07/04/2013

Good Husband Material (by Trisha Ashley)

The first time I read a book by Trisha Ashley, I found her somewhat informal writing style a bit difficult to get into, and was irritated by some apparently random switches from past to present tense. But as I got into the story, I enjoyed it more and more. Chick-lit for the middle aged was my overall opinion - and I don’t mean that disparagingly. It was light, free from anything X-rated, and had a positive ending. I found the same to be true of further books I read by this author, and so was delighted to see this one on the Bookbag shelves.

The title of the book, 'Good Husband Material', does not refer to Fergal. He is part of a popular rock band, who is reputed to live a scandalous lifestyle. He is introduced when he recalls his first dramatic meeting with 17-year-old Tish, and their year-long romance.

Most of the book is told from Tish’s point of view, over ten years later She is married to a rather dull solicitor called James, and longs for a place in the country. She writes romantic fiction, and we quickly learn that she was badly hurt by Fergal when he left her to go on tour in America.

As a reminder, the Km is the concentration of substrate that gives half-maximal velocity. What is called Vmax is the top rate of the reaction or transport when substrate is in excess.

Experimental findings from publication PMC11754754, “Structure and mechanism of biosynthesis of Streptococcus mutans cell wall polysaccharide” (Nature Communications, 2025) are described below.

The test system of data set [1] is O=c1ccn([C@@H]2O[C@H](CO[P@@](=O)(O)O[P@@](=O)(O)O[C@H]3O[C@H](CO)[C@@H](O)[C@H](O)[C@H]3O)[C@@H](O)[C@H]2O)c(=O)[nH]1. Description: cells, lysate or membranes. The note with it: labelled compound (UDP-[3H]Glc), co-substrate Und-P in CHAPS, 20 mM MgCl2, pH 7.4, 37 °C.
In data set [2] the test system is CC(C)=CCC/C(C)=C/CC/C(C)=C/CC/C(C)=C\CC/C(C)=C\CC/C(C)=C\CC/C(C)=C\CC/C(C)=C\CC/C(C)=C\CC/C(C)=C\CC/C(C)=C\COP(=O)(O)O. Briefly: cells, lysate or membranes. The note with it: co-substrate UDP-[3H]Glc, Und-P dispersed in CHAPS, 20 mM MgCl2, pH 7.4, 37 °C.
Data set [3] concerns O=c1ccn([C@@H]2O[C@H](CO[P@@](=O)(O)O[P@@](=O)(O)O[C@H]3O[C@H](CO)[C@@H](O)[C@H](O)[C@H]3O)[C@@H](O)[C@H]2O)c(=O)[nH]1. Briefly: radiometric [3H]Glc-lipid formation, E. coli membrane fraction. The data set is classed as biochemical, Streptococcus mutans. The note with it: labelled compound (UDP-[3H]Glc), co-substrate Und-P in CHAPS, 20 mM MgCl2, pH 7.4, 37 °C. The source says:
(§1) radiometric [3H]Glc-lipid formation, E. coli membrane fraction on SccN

Tish falls in love with a country cottage in need of a great deal of renovation. James is not keen, but they move, and start renovating... and things go downhill for their marriage.

It’s fairly clear from the start that Tish’s romance with Fergal will be re-kindled. I felt quite sorry for James at first; however I soon lost any sympathy I had for him: he is thoughtless, snobbish, and something of a male chauvinist.

While the main plot is predictable, there are fascinating observations about village life, and some wonderful minor characters. I particularly liked Tish’s eccentric and outspoken Granny, and I was very taken with the shopkeeper Mrs Deakin, who knows everything about everyone and likes nothing more than a good gossip with her customers. There is a hint of mystery about Tish’s own past, too and also about why James is spending increasing amounts of time away from home.

There’s a bit of humour here and there which made me smile The informal style wasn't too instrusive, and although there are still a few annoying tense-changes, it wasn't a huge deal. I read the second half of the book almost in one sitting and did not get bored for a moment. All in all, I would recommend this as ideal light holiday reading, if you want something undemanding and a bit fluffy.

Apparently this was first published in 2000 but has recently been re-printed in paperback and made available for the Kindle.

You can also read my longer review of Good Husband Material at the Bookbag site.

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